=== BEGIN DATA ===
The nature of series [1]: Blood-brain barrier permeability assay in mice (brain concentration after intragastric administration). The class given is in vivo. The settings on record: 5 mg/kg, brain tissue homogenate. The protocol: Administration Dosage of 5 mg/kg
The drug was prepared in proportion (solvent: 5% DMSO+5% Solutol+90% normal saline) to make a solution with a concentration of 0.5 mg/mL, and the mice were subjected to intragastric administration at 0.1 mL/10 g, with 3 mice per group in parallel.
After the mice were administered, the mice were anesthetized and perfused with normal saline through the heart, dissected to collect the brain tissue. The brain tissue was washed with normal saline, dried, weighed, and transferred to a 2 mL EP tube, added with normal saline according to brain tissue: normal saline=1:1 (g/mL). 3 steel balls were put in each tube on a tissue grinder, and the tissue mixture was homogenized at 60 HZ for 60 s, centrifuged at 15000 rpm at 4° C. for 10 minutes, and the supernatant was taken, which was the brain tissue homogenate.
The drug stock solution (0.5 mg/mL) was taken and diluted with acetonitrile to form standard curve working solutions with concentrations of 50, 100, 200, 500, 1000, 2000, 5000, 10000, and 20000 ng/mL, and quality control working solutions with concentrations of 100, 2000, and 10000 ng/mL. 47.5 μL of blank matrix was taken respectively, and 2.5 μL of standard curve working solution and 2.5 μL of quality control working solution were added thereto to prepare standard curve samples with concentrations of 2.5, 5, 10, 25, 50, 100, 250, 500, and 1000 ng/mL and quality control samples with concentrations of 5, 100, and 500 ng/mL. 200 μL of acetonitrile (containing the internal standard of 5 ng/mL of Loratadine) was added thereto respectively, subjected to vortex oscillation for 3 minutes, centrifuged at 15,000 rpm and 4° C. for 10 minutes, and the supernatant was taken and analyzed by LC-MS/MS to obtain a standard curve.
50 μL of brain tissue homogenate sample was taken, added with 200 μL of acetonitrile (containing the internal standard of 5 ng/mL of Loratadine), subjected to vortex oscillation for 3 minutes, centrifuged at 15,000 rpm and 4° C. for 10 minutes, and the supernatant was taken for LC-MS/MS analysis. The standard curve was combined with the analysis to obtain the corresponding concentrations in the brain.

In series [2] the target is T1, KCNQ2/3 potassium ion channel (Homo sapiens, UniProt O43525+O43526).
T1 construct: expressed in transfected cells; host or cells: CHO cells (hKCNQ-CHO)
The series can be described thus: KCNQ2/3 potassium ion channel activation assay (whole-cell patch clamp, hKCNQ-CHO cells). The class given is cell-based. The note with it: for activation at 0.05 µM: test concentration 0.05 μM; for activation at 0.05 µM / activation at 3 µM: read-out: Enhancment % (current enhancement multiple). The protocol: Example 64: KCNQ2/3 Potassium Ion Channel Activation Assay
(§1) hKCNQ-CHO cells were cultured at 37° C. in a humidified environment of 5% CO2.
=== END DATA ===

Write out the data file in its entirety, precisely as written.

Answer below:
The nature of series [1]: Blood-brain barrier permeability assay in mice (brain concentration after intragastric administration). The class given is in vivo. The settings on record: 5 mg/kg, brain tissue homogenate. The protocol: Administration Dosage of 5 mg/kg
The drug was prepared in proportion (solvent: 5% DMSO+5% Solutol+90% normal saline) to make a solution with a concentration of 0.5 mg/mL, and the mice were subjected to intragastric administration at 0.1 mL/10 g, with 3 mice per group in parallel.
After the mice were administered, the mice were anesthetized and perfused with normal saline through the heart, dissected to collect the brain tissue. The brain tissue was washed with normal saline, dried, weighed, and transferred to a 2 mL EP tube, added with normal saline according to brain tissue: normal saline=1:1 (g/mL). 3 steel balls were put in each tube on a tissue grinder, and the tissue mixture was homogenized at 60 HZ for 60 s, centrifuged at 15000 rpm at 4° C. for 10 minutes, and the supernatant was taken, which was the brain tissue homogenate.
The drug stock solution (0.5 mg/mL) was taken and diluted with acetonitrile to form standard curve working solutions with concentrations of 50, 100, 200, 500, 1000, 2000, 5000, 10000, and 20000 ng/mL, and quality control working solutions with concentrations of 100, 2000, and 10000 ng/mL. 47.5 μL of blank matrix was taken respectively, and 2.5 μL of standard curve working solution and 2.5 μL of quality control working solution were added thereto to prepare standard curve samples with concentrations of 2.5, 5, 10, 25, 50, 100, 250, 500, and 1000 ng/mL and quality control samples with concentrations of 5, 100, and 500 ng/mL. 200 μL of acetonitrile (containing the internal standard of 5 ng/mL of Loratadine) was added thereto respectively, subjected to vortex oscillation for 3 minutes, centrifuged at 15,000 rpm and 4° C. for 10 minutes, and the supernatant was taken and analyzed by LC-MS/MS to obtain a standard curve.
50 μL of brain tissue homogenate sample was taken, added with 200 μL of acetonitrile (containing the internal standard of 5 ng/mL of Loratadine), subjected to vortex oscillation for 3 minutes, centrifuged at 15,000 rpm and 4° C. for 10 minutes, and the supernatant was taken for LC-MS/MS analysis. The standard curve was combined with the analysis to obtain the corresponding concentrations in the brain.

In series [2] the target is T1, KCNQ2/3 potassium ion channel (Homo sapiens, UniProt O43525+O43526).
T1 construct: expressed in transfected cells; host or cells: CHO cells (hKCNQ-CHO)
The series can be described thus: KCNQ2/3 potassium ion channel activation assay (whole-cell patch clamp, hKCNQ-CHO cells). The class given is cell-based. The note with it: for activation at 0.05 µM: test concentration 0.05 μM; for activation at 0.05 µM / activation at 3 µM: read-out: Enhancment % (current enhancement multiple). The protocol: Example 64: KCNQ2/3 Potassium Ion Channel Activation Assay
(§1) hKCNQ-CHO cells were cultured at 37° C. in a humidified environment of 5% CO2.